Lady Gaga, House of Gucci (2021)

Director Ridley Scott’s film about how the Gucci family lost control of their fashion empire is a dismal affair, inert to the point of supinity and poorly acted by the likes of Al Pacino and Jared Leto. It wouldn’t even be worth thinking about if it weren’t for the unforgettable, marvelous fun of Lady Gaga’s performance as the infamous Patrizia Reggiani, who was convicted of murdering her ex-husband, Maurizio Gucci (Adam Driver). In retrospect, Gaga may not have done her Oscar campaign any favors by going on and on about how hard she worked on the role, how she pushed herself to such a dark place that eventually she hired a psychiatric nurse to be on set. What you see on screen doesn’t suggest anything of the sort: The performance, which comes garnished with a heavy Italian accent and a big, dark wig, is alive with what feels like impulsive, unrehearsed theatrical verve. Like a hot sauna stone splashed with water, Patricia sizzles with rage. Gaga isn’t subtle, but she isn’t over the top, either — it may not be possible for her to go over the top. Not when she’s the one who defines the height.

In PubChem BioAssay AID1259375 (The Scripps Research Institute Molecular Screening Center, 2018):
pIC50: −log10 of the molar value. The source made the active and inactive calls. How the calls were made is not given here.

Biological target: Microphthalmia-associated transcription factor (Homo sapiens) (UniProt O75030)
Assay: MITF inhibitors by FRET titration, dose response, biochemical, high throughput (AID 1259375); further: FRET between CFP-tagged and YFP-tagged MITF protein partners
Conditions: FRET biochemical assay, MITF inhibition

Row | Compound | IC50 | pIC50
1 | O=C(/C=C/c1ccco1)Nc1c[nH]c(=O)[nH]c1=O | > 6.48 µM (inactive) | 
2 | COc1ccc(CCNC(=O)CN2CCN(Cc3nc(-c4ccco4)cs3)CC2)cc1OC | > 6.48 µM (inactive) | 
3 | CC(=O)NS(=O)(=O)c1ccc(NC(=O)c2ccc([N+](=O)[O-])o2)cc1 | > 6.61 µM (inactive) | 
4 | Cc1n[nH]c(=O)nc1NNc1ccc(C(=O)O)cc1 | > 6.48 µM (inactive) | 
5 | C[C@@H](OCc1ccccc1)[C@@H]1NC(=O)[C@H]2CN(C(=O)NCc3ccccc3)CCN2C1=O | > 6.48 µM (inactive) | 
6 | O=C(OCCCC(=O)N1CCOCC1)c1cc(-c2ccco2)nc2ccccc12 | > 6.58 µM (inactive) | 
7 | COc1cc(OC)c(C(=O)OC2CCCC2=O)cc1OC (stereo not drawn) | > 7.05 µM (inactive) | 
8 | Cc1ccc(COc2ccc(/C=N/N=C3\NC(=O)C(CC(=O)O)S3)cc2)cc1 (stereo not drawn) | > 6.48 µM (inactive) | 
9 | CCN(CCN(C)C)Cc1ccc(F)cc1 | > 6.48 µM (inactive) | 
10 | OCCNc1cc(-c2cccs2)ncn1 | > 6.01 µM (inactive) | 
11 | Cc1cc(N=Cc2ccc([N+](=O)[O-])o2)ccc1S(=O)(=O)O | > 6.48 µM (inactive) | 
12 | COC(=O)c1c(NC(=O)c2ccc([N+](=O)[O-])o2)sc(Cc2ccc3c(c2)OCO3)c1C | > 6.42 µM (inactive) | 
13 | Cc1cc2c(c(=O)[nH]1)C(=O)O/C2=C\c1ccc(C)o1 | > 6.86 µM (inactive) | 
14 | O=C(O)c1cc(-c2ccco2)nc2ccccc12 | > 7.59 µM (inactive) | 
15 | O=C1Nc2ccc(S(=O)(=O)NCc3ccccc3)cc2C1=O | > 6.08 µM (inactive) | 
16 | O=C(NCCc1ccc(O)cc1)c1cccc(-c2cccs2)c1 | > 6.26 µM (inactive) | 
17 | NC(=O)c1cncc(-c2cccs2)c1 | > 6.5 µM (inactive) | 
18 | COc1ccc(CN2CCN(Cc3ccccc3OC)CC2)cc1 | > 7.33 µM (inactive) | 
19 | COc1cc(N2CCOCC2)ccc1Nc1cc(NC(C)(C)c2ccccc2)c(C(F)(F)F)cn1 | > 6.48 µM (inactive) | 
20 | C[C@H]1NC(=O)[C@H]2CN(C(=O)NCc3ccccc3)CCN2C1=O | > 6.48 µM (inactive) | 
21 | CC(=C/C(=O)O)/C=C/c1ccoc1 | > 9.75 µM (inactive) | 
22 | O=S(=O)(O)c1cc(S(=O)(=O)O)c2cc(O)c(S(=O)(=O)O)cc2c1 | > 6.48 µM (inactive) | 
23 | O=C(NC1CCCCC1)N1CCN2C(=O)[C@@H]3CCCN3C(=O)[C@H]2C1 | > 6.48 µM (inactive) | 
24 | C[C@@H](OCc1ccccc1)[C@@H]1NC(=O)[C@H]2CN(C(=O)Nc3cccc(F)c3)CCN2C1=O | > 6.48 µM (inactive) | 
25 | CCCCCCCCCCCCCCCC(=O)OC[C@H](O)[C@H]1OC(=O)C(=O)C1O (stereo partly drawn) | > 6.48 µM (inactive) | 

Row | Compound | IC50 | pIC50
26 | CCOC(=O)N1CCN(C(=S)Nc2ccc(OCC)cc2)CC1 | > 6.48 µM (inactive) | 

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Warner Bros/Dc Comics/Kobal/Shutterstock Batman Returns
Warner Bros/Dc Comics/Kobal/Shutterstock Batman Returns

Michelle Pfeiffer, Batman Returns (1992)

A better title for director Tim Burton’s second Batman film might have been just Catwoman. That would have been one way, at least, to acknowledge Pfeiffer’s beautifully crafted performance, which brought an intense neuroticism and a a dark sexuality to the role — this is perhaps the fullest expression ever of the rococo perversity of Burton’s sensibility. And the glamour of a genuine Hollywood star still clings to her, giving her Catwoman a romantic glow. It’s one of the few truly great superhero performances — and a lot more pleasurable than Joaquin Phoenix’s excruciating (but Oscar-winning) turn in 2019’s  Joker.